Starting my first year of medical school, I began using Dropbox to sync my files across my laptops, desktop, and smartphone. Previously, I had used Microsoft’s Mesh service which provided 5GB of synced storage, but it was only limited to Windows and OSX. At the time Dropbox was taking off and only gave (and still only gives) 2 GB of storage. Today it’s probably the most versatile solution for storing numerous files and having them seamlessly synced across many users and devices. Google Cloud is a top competitor but does not allow desktop syncing, only allowing individual files to be loaded on to the cloud for retrieval.
Dropbox offers numerous ways to expand your storage like annual Dropbox Scavenger Hunts, friend referrals, partnerships with mobile companies like Samsung and HTC, and various .edu promotions to give extra storage space to students. At one point, I had 14GB from promotions. I love it for managing my school files and having them wherever and whenever I need them, always up to date and kept safe on the cloud.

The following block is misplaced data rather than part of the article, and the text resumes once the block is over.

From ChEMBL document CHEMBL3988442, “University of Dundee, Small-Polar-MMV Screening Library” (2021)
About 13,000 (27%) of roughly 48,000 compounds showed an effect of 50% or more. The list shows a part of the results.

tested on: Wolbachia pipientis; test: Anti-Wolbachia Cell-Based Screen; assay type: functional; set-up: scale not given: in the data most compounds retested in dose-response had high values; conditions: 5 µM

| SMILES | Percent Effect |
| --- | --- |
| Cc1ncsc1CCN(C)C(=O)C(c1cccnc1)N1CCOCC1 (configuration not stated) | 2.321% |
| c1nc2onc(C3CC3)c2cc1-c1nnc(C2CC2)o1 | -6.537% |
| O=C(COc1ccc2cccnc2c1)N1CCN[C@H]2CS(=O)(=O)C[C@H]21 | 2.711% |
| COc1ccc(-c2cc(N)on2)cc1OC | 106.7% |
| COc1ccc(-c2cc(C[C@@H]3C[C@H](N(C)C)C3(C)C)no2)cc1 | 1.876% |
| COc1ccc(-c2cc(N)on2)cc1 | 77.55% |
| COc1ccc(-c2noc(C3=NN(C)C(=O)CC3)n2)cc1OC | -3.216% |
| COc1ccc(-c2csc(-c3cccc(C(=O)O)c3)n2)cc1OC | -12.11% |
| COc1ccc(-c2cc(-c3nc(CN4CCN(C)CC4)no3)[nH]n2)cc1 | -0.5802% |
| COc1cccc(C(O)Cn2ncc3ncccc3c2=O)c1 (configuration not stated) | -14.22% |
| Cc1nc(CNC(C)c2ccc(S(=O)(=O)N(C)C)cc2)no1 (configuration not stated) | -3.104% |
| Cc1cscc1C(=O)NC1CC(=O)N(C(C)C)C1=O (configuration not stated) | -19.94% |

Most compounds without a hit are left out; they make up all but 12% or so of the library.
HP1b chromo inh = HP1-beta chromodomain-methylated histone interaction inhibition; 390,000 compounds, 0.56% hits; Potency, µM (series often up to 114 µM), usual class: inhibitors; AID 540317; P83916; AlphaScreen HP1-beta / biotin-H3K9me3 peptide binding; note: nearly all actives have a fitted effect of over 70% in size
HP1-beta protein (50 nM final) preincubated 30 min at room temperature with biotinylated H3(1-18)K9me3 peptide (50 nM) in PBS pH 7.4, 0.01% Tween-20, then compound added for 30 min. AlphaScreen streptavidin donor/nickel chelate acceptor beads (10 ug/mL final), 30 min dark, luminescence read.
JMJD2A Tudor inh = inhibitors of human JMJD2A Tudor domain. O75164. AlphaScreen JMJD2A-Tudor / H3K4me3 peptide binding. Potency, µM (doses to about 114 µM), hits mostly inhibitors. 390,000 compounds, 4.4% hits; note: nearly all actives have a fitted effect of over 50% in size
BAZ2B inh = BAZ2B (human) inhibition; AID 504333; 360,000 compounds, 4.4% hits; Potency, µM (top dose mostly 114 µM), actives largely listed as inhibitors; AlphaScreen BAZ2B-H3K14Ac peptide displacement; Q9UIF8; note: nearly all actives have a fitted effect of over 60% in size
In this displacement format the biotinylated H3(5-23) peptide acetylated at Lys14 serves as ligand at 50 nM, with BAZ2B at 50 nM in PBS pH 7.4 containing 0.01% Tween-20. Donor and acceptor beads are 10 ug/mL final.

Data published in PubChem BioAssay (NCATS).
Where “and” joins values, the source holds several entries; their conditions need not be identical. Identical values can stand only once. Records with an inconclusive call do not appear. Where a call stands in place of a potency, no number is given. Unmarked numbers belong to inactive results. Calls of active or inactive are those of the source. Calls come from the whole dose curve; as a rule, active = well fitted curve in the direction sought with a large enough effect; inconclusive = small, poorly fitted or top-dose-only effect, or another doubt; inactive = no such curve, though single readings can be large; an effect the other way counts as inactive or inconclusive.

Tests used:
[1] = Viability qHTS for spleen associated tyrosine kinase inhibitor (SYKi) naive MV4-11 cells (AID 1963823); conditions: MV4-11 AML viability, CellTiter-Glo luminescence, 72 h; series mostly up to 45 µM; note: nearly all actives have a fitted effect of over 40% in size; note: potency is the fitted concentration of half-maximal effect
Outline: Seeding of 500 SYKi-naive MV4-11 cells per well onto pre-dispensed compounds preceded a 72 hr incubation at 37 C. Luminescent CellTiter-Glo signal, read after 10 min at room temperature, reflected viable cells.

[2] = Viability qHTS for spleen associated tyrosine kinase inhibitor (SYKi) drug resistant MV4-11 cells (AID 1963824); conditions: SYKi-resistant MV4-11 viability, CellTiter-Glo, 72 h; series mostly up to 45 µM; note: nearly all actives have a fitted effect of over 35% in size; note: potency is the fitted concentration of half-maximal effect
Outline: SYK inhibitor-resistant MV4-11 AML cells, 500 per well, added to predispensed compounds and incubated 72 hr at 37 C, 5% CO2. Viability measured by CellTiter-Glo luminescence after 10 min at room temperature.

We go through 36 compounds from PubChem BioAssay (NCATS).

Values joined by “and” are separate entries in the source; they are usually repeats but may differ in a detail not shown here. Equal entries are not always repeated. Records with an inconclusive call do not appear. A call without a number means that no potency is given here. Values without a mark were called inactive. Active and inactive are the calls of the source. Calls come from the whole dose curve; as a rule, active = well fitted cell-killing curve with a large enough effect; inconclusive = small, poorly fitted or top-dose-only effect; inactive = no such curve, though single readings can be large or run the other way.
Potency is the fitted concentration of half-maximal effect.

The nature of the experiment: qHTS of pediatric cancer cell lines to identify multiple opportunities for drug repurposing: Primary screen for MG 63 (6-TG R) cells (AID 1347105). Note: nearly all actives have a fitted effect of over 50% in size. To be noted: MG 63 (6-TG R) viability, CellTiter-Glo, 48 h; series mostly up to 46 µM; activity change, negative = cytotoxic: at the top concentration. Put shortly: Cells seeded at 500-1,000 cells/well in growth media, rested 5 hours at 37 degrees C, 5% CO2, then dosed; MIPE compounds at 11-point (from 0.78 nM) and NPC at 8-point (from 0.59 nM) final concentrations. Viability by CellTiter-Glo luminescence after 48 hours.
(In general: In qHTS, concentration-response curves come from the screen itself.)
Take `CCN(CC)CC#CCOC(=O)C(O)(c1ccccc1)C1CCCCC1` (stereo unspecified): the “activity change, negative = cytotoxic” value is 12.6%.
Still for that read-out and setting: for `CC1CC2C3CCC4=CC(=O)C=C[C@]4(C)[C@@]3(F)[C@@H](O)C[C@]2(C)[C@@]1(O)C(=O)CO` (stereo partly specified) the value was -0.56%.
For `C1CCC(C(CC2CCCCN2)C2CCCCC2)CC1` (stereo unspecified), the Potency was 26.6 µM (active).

One thing I suggest and our class had set up was a class Dropbox (shared amongst several hundred users) to share files, powerpoints, and notes. This became and still is an invaluable repository of knowledge and information. It used to be you’d have to email and attach an outline or slideshow to send things to the entire class. Now they can simply ‘dropped’ and everyone can have access to it. Also, things can be quickly shared and files kept constantly up to date. It’s also perfect for group projects (which happen to be few in medical school).
The most important rule of using a Dropbox amongst a class is that if you want a copy of anything, you MUST copy and paste it to the destination you want it (even if it’s back to your own Dropbox folder. If you drag and drop, it will delete it from the box and someone will have to restore the file.
If you’d like to sign up for Dropbox, you can sign up here with your .edu address. We will both get an additional +0.5 GB (500 MB) of personal cloud storage!